3G wireless auction hangs in the balance
Uncertainty continues to surround the fate of the third-generation (3G) wireless spectrum auction, as the Central Administrative Court yesterday delayed its decision on whether next week's auction can go ahead as scheduled.
- Published: 11/10/2012 at 12:00 AM
- Newspaper section: topstories
Anuparp Thiralarp, the former president of the Thailand TelecommunicationManagement Academy, shows a petition he filed with the Administrative Court yesterday asking it to halt the planned auction of thirdgeneration (3G) wireless licences. PATTANAPONG HIRUNARD
In addition to the injunction sought by telecom expert Anuparp Thiralarp from the court yesterday, the Consumer Rights Protection Association (CRPA), led by president Prayad Senwirat, also filed a second complaint against the National Broadcasting and Telecommunication Commission (NBTC).
The CRPA asked the court to reverse the committee's announcement on Monday of the three qualified bidders.
The court initiated an emergency session yesterday on whether to issue an urgent injunction after it received documents from Mr Anuparp, who asked the court to suspend the auction until the NBTC amends its regulations to better benefit the public in compliance with Section 47 of the constitution, saying radio frequencies for telecom and broadcasting services are national resources.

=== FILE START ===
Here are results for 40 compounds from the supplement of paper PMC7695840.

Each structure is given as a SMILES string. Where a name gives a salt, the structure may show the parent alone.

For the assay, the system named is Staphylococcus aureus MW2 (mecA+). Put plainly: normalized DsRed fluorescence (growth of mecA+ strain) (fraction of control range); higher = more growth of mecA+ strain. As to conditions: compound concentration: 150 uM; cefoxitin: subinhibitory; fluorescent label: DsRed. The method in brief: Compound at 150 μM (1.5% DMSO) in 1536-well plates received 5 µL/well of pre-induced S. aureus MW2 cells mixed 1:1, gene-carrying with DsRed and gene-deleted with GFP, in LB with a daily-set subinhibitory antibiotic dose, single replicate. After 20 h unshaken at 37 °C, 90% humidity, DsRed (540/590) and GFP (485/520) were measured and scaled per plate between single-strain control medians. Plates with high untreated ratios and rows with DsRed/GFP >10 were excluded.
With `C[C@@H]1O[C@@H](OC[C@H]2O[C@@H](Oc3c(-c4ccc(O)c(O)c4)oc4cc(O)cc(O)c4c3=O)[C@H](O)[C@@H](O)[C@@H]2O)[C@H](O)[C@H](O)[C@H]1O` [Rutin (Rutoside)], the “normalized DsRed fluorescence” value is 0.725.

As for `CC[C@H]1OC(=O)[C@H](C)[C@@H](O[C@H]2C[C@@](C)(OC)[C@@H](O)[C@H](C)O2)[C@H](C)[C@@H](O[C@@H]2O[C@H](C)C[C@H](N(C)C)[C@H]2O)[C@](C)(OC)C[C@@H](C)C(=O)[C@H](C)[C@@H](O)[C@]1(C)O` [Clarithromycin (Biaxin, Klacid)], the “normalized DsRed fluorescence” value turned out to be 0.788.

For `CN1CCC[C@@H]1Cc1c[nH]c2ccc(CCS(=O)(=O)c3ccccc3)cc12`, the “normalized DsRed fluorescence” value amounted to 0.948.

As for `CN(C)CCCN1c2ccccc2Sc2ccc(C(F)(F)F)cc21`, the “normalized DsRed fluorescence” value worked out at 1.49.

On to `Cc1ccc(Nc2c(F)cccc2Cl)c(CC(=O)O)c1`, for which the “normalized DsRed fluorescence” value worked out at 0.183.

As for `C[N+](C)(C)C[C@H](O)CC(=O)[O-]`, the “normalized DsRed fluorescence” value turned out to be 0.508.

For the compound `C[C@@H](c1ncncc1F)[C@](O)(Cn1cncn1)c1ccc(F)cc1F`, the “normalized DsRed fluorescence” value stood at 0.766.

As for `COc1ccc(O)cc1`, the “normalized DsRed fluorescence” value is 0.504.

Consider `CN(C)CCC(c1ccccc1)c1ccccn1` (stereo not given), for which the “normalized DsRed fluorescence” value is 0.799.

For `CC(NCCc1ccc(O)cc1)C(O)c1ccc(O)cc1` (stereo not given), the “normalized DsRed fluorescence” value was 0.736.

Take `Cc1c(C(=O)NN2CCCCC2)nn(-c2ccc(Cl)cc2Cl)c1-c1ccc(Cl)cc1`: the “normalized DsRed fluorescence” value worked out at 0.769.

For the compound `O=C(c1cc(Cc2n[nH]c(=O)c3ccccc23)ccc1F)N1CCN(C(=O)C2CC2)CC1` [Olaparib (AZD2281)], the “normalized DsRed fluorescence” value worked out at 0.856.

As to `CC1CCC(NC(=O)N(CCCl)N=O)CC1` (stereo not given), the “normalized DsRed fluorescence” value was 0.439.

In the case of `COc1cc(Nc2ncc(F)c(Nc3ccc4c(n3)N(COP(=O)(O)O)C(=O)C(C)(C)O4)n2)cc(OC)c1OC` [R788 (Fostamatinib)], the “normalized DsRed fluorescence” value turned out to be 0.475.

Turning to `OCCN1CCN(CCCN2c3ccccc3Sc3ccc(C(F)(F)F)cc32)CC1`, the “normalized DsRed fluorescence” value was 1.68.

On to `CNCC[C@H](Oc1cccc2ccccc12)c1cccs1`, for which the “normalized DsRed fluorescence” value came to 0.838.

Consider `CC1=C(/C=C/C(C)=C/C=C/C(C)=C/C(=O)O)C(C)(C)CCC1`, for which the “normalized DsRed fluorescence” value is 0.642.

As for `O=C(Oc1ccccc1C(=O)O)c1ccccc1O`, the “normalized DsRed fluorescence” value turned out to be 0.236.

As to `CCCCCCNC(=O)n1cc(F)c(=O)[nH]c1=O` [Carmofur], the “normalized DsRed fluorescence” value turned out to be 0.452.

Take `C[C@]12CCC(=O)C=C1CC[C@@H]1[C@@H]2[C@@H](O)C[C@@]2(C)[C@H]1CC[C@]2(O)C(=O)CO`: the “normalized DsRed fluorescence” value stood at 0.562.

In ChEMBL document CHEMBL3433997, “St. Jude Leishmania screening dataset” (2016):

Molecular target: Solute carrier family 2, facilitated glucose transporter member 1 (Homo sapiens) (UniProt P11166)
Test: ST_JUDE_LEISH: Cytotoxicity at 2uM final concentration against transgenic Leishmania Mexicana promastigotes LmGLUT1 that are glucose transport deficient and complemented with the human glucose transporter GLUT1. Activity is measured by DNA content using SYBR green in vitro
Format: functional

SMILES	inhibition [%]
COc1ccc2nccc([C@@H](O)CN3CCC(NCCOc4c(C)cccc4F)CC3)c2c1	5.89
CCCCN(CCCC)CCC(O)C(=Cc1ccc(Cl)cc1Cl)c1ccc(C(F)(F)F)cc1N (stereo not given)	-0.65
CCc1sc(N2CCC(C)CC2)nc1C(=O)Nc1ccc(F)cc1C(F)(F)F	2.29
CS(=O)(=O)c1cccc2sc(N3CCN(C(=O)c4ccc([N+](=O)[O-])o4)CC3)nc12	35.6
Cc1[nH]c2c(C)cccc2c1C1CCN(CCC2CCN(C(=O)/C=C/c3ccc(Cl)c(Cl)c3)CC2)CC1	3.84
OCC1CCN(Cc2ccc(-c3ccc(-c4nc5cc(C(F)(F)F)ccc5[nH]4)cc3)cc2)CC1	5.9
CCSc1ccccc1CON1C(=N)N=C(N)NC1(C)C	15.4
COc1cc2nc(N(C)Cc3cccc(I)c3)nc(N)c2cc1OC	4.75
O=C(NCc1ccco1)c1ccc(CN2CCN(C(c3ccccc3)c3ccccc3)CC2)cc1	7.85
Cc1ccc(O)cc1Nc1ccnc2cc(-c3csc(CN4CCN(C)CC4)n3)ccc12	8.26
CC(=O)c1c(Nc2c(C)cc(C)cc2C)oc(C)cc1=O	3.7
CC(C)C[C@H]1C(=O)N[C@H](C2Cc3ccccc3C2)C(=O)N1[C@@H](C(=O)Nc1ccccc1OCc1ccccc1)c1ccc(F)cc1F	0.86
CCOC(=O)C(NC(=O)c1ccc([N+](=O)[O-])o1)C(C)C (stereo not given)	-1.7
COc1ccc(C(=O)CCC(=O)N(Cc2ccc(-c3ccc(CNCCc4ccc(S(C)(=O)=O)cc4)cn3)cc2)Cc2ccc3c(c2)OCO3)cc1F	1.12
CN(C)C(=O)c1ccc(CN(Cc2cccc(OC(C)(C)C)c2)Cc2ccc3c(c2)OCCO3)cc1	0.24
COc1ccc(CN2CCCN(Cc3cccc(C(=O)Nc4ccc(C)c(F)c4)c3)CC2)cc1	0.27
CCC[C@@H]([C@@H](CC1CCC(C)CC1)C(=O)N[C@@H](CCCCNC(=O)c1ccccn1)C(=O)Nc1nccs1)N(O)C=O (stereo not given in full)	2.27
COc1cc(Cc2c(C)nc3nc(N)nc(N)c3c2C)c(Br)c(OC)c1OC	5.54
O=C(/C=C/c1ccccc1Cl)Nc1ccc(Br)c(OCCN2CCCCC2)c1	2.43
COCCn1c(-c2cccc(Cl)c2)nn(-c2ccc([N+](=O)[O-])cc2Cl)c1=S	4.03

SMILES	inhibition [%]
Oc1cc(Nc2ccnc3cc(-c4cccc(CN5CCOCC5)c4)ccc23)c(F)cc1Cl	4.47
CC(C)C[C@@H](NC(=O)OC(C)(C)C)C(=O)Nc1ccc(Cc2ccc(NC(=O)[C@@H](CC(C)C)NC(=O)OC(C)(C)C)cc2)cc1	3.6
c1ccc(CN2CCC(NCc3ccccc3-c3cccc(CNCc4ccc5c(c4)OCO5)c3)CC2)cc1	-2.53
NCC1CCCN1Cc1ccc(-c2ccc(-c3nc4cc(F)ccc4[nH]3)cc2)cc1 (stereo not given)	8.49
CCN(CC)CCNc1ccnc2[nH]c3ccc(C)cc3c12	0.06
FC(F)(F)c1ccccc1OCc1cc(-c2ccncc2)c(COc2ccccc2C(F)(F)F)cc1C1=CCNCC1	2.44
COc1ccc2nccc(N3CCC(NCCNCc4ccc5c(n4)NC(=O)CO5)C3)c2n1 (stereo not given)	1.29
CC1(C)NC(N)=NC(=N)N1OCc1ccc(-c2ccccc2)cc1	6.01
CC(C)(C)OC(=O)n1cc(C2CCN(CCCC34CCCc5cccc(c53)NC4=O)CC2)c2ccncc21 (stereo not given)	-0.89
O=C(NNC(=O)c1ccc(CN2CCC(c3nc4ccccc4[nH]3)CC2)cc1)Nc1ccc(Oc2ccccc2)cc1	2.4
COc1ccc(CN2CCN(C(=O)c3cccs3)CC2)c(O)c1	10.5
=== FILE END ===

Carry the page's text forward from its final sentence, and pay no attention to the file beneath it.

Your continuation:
The filing also said the NBTC lacks rules that would regulate 3G network rollout in remote areas. The regulator stipulated that licence holders must expand their network coverage to 50% of the total population in the first two years after receiving a licence, and expand it to 80% of the population within four years.
Mr Anuparp added the NBTC also does not specify the minimum speed of 3G services and pricing of data transmission charged by operators.
If the court issues an urgent emergency injunction against the 3G bid, it would force the NBTC to suspend the auction, scheduled for next Tuesday.
The petition filed by Mr Prayad requested the court to investigate the shareholding structure of DTAC Network, a subsidiary of Norwegian-based Total Access Communication (DTAC).
The NBTC announced on Monday the three qualified applicants who will bid in the 3G auction: Advanced Wireless Network (AWN), a subsidiary of the country's biggest mobile operator Advanced Info Service; DTAC Network, a subsidiary of DTAC; and Real Future, a subsidiary of True Corporation.
Col Settapong Malisuwan, chairman of the NBTC's telecom committee, said the legal challenges came as no surprise.
"I also learned that someone [is] planning to lodge a legal suit asking the court to take legal action against me, on the basis the auction will damage the country," he said.
Two more lawsuits are also expected. The first one would be filed by Piram Kasemwong, a former member of the TOT labour union, demanding a build-transfer-operate condition for the 3G concession, while the second one is expected to be filed by Boonchai Rungruengpisalsuk, a private citizen who wanted the court to set a cap of 250 baht for the 3G service monthly fee.
Col Settapong said the NBTC is considering suing anyone who disrupts the auction.
About the author
- Writer: Komsan Tortermvasana & Mongkol Bangprapa